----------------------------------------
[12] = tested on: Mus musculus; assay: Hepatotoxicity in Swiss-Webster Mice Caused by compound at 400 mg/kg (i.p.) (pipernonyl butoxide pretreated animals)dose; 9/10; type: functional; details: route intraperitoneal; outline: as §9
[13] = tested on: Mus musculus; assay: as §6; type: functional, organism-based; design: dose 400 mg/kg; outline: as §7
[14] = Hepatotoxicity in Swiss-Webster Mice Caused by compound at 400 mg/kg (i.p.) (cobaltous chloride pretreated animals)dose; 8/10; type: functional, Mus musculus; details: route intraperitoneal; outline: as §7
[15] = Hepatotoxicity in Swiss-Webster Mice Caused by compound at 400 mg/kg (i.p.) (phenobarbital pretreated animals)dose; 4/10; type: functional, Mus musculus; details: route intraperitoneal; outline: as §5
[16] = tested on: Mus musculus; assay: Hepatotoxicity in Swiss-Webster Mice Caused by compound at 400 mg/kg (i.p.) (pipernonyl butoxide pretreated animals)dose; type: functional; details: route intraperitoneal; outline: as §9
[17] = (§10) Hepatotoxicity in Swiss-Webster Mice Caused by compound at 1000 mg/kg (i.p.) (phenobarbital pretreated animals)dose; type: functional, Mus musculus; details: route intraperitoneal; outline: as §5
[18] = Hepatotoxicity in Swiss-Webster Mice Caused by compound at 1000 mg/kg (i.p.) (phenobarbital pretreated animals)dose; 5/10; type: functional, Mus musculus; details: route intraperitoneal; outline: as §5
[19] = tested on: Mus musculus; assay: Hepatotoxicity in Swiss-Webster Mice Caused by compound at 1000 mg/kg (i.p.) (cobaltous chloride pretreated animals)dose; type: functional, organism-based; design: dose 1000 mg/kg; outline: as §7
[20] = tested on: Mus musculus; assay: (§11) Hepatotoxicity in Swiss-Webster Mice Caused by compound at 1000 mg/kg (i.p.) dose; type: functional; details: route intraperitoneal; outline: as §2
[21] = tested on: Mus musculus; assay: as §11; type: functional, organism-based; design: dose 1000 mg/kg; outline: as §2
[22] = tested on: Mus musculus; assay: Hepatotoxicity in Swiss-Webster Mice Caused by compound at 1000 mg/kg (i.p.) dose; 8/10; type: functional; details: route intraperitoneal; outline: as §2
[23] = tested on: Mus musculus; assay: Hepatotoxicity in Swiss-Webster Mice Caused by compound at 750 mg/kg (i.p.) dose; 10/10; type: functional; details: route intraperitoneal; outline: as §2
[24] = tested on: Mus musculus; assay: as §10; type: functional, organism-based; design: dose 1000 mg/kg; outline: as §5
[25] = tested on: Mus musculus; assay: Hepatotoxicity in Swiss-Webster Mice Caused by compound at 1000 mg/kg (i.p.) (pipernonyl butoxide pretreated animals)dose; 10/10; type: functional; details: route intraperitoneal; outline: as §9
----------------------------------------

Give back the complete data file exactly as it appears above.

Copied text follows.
[12] = tested on: Mus musculus; assay: Hepatotoxicity in Swiss-Webster Mice Caused by compound at 400 mg/kg (i.p.) (pipernonyl butoxide pretreated animals)dose; 9/10; type: functional; details: route intraperitoneal; outline: as §9
[13] = tested on: Mus musculus; assay: as §6; type: functional, organism-based; design: dose 400 mg/kg; outline: as §7
[14] = Hepatotoxicity in Swiss-Webster Mice Caused by compound at 400 mg/kg (i.p.) (cobaltous chloride pretreated animals)dose; 8/10; type: functional, Mus musculus; details: route intraperitoneal; outline: as §7
[15] = Hepatotoxicity in Swiss-Webster Mice Caused by compound at 400 mg/kg (i.p.) (phenobarbital pretreated animals)dose; 4/10; type: functional, Mus musculus; details: route intraperitoneal; outline: as §5
[16] = tested on: Mus musculus; assay: Hepatotoxicity in Swiss-Webster Mice Caused by compound at 400 mg/kg (i.p.) (pipernonyl butoxide pretreated animals)dose; type: functional; details: route intraperitoneal; outline: as §9
[17] = (§10) Hepatotoxicity in Swiss-Webster Mice Caused by compound at 1000 mg/kg (i.p.) (phenobarbital pretreated animals)dose; type: functional, Mus musculus; details: route intraperitoneal; outline: as §5
[18] = Hepatotoxicity in Swiss-Webster Mice Caused by compound at 1000 mg/kg (i.p.) (phenobarbital pretreated animals)dose; 5/10; type: functional, Mus musculus; details: route intraperitoneal; outline: as §5
[19] = tested on: Mus musculus; assay: Hepatotoxicity in Swiss-Webster Mice Caused by compound at 1000 mg/kg (i.p.) (cobaltous chloride pretreated animals)dose; type: functional, organism-based; design: dose 1000 mg/kg; outline: as §7
[20] = tested on: Mus musculus; assay: (§11) Hepatotoxicity in Swiss-Webster Mice Caused by compound at 1000 mg/kg (i.p.) dose; type: functional; details: route intraperitoneal; outline: as §2
[21] = tested on: Mus musculus; assay: as §11; type: functional, organism-based; design: dose 1000 mg/kg; outline: as §2
[22] = tested on: Mus musculus; assay: Hepatotoxicity in Swiss-Webster Mice Caused by compound at 1000 mg/kg (i.p.) dose; 8/10; type: functional; details: route intraperitoneal; outline: as §2
[23] = tested on: Mus musculus; assay: Hepatotoxicity in Swiss-Webster Mice Caused by compound at 750 mg/kg (i.p.) dose; 10/10; type: functional; details: route intraperitoneal; outline: as §2
[24] = tested on: Mus musculus; assay: as §10; type: functional, organism-based; design: dose 1000 mg/kg; outline: as §5
[25] = tested on: Mus musculus; assay: Hepatotoxicity in Swiss-Webster Mice Caused by compound at 1000 mg/kg (i.p.) (pipernonyl butoxide pretreated animals)dose; 10/10; type: functional; details: route intraperitoneal; outline: as §9